Drift car setup and tuning

"Drifting - a tire makers dream."

drift car setupFor drifting you must have a rear wheel drive car or a four wheel drive car which has most of the power going to the rear wheels.

Assuming you want to go into drifting on a budget you will need a car you can afford to break and repair easily.

You will have lots of crashes, and mistakes when you are starting out so something rear wheel drive, like a BMW or older cars like the classic Ford, Nissan, Toyota  or even an older American car will have a ready supply of cheap parts.

The only essential modifications for drifting are the Diff and suspension. Obviously weight reduction and increasing the power output of the engine would be nice but on a budget and while you are learning these are unimportant.

Patience, steady control and very deliberate slow throttle and steering controls are the difference between hacking a car around and drifting.

Drift Limited Slip Differentials (LSD or slip diffs)

Let's look first of all at the Diff (limited slip diff or LSD hereafter) and what it does. Imagine you have a pencil with 2 cotton reels on each end. When going in a straight line both cotton reels rotate at the same speed.

But when on a curve the reel on the outside needs to rotate faster than the inner reel otherwise it will just be slipping over the surface and not gripping.

The LSD in a car sends the driven power proportionally to the wheels with more going to the wheel that needs to rotate a greater distance. The drawback of having a Slip Diff fitted is that when one wheel has no grip and spins all of the power goes to this wheel.

It is something you'll notice if you have one wheel in snow or mud and the other on a grippy surface leaving you effectively stuck. On a fast road you can get a sharper turning circle and put down more power if you moderate the rate of power going to each wheel.

An LSD is exactly that and is usually specified as a ratio.

For drifting you need a locking diff (or permenantly locked) that encourages the back to slide over the road helping to prolong the duration of the drift.

An adjustable diff will give the best of both worlds but can prove very expensive and is not something available for most cars so go with something like a 2 way diff with 4.788 final drive ratio.

On a track or road the LSD will make a big difference to lap times and cornering speeds especially in low grip conditions like wet roads or when you are really hammering the engine so if you intend to do some track work get a slightly higher ratio diff.

Drift Suspension Settings

The second area we shall consider is suspension modifications and setup for drifting and you will find detailed articles on TorqueCars tuning pages if you want to go into more detail on suspension tuning.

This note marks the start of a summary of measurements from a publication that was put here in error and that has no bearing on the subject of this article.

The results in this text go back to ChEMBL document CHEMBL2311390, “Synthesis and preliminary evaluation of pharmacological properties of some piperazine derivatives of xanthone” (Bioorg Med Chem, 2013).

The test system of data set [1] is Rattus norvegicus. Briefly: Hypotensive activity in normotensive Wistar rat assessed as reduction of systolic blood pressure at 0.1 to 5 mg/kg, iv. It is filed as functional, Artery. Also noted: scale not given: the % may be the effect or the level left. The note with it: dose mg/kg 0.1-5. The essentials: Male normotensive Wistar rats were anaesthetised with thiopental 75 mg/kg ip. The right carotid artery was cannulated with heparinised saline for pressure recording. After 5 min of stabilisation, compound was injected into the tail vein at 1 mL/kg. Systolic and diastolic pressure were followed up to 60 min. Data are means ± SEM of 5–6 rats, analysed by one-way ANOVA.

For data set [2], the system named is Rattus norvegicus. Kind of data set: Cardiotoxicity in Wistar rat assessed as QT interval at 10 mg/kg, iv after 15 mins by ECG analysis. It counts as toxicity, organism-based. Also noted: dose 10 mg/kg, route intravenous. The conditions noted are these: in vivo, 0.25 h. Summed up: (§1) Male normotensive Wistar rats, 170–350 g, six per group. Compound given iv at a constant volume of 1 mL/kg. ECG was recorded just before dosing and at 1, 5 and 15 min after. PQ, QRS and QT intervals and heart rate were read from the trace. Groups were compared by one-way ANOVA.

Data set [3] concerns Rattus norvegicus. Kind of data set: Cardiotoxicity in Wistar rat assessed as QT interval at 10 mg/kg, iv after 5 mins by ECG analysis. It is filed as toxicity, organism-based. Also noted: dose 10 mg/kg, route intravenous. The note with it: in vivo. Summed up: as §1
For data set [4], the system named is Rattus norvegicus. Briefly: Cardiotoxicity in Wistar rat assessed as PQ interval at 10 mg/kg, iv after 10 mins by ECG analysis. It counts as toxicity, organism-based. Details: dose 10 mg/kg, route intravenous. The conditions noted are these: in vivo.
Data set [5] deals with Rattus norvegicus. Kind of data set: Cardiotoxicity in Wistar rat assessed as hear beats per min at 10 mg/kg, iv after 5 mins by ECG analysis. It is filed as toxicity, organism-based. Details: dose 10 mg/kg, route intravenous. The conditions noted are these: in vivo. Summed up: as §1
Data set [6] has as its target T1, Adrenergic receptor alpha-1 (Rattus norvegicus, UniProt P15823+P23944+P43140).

For drifting you don't really need much negative camber, just lower it to get rid of body roll stiffen, unless you're going to use the car exclusively for drifting.

Most use a slight toe out setting on the fronts, of around 1.5 to 3 degrees but this varies according to car and drivers preference. It will keep the front planted and give a fast turn in.

As a rule, the more camber you roll on, the sharper the turn in will be.

The idea of camber is to keep the tire flat and in contact whilst cornering and without camber the edges of the tire will lift up under cornering reducing your grip.

When you are starting out the body roll can actually give you a wider margin of error as well as reducing your overall control of the drift.

Anti roll bar & sway bar stiffening, strut braces, poly bushes and firmer springs are worth considering but again not essential.

As you get better you will be able to set up the suspension to suit your personal driving style and preferences so if you go for an uprated suspension kit make sure it is adjustable or you will need to go out and buy another set of springs and dampers later on.

Front Wheel Suspension Mods

The front wheel geometry also needs to be adjusted for optimum drifting.

The standard steering lock on most cars is not quite enough for pro level drifting, so fitting a new front suspension kit, a camber kit and adjusting the steering rake/angle will also help you to pull those angles.

Because each cars steering setup is different we can't go into specifics here as this is a general tuning guide, but ask in our forums and our members are sure to point you in the right direction (literally).

Please avoid camber plates, wobble bolts and spacers, these are ok in most cases for street cars (with some debate over safety) but on a drift car they are much more likely to fail as they are put through a lot more stress.

Let's look at the AE86, a legend in the world of drifting.

The Toyota Corolla AE86 is becoming the classic drift car of choice.